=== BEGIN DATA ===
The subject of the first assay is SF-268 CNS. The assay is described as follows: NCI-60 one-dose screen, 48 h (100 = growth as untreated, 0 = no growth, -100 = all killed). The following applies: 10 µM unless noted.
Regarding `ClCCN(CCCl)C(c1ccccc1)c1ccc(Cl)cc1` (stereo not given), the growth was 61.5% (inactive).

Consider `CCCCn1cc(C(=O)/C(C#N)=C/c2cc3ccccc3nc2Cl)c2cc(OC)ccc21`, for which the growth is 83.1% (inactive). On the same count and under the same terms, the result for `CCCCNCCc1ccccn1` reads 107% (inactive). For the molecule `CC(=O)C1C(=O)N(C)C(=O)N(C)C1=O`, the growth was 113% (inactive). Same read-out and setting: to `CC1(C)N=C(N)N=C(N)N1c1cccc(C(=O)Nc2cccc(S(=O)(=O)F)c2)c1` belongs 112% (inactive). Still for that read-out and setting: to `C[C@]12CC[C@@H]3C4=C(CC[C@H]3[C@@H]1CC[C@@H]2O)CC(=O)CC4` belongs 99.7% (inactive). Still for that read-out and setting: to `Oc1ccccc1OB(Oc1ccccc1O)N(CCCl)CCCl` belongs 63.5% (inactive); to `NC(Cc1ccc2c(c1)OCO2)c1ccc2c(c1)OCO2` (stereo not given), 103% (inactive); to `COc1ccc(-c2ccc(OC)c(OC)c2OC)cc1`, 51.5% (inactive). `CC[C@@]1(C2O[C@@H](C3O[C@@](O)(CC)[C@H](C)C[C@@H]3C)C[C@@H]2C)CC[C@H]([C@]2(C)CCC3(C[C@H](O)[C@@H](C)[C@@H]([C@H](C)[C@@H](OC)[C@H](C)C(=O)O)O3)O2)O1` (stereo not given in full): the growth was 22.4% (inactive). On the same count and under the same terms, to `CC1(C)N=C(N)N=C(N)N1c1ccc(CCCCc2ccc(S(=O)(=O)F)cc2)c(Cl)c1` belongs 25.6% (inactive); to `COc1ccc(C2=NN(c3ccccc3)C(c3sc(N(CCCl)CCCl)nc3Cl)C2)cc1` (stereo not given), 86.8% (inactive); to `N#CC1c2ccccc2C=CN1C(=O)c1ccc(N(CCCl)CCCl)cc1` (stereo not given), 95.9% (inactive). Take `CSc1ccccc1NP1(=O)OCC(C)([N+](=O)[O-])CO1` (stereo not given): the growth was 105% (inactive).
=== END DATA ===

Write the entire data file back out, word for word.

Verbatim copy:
The subject of the first assay is SF-268 CNS. The assay is described as follows: NCI-60 one-dose screen, 48 h (100 = growth as untreated, 0 = no growth, -100 = all killed). The following applies: 10 µM unless noted.
Regarding `ClCCN(CCCl)C(c1ccccc1)c1ccc(Cl)cc1` (stereo not given), the growth was 61.5% (inactive).

Consider `CCCCn1cc(C(=O)/C(C#N)=C/c2cc3ccccc3nc2Cl)c2cc(OC)ccc21`, for which the growth is 83.1% (inactive). On the same count and under the same terms, the result for `CCCCNCCc1ccccn1` reads 107% (inactive). For the molecule `CC(=O)C1C(=O)N(C)C(=O)N(C)C1=O`, the growth was 113% (inactive). Same read-out and setting: to `CC1(C)N=C(N)N=C(N)N1c1cccc(C(=O)Nc2cccc(S(=O)(=O)F)c2)c1` belongs 112% (inactive). Still for that read-out and setting: to `C[C@]12CC[C@@H]3C4=C(CC[C@H]3[C@@H]1CC[C@@H]2O)CC(=O)CC4` belongs 99.7% (inactive). Still for that read-out and setting: to `Oc1ccccc1OB(Oc1ccccc1O)N(CCCl)CCCl` belongs 63.5% (inactive); to `NC(Cc1ccc2c(c1)OCO2)c1ccc2c(c1)OCO2` (stereo not given), 103% (inactive); to `COc1ccc(-c2ccc(OC)c(OC)c2OC)cc1`, 51.5% (inactive). `CC[C@@]1(C2O[C@@H](C3O[C@@](O)(CC)[C@H](C)C[C@@H]3C)C[C@@H]2C)CC[C@H]([C@]2(C)CCC3(C[C@H](O)[C@@H](C)[C@@H]([C@H](C)[C@@H](OC)[C@H](C)C(=O)O)O3)O2)O1` (stereo not given in full): the growth was 22.4% (inactive). On the same count and under the same terms, to `CC1(C)N=C(N)N=C(N)N1c1ccc(CCCCc2ccc(S(=O)(=O)F)cc2)c(Cl)c1` belongs 25.6% (inactive); to `COc1ccc(C2=NN(c3ccccc3)C(c3sc(N(CCCl)CCCl)nc3Cl)C2)cc1` (stereo not given), 86.8% (inactive); to `N#CC1c2ccccc2C=CN1C(=O)c1ccc(N(CCCl)CCCl)cc1` (stereo not given), 95.9% (inactive). Take `CSc1ccccc1NP1(=O)OCC(C)([N+](=O)[O-])CO1` (stereo not given): the growth was 105% (inactive).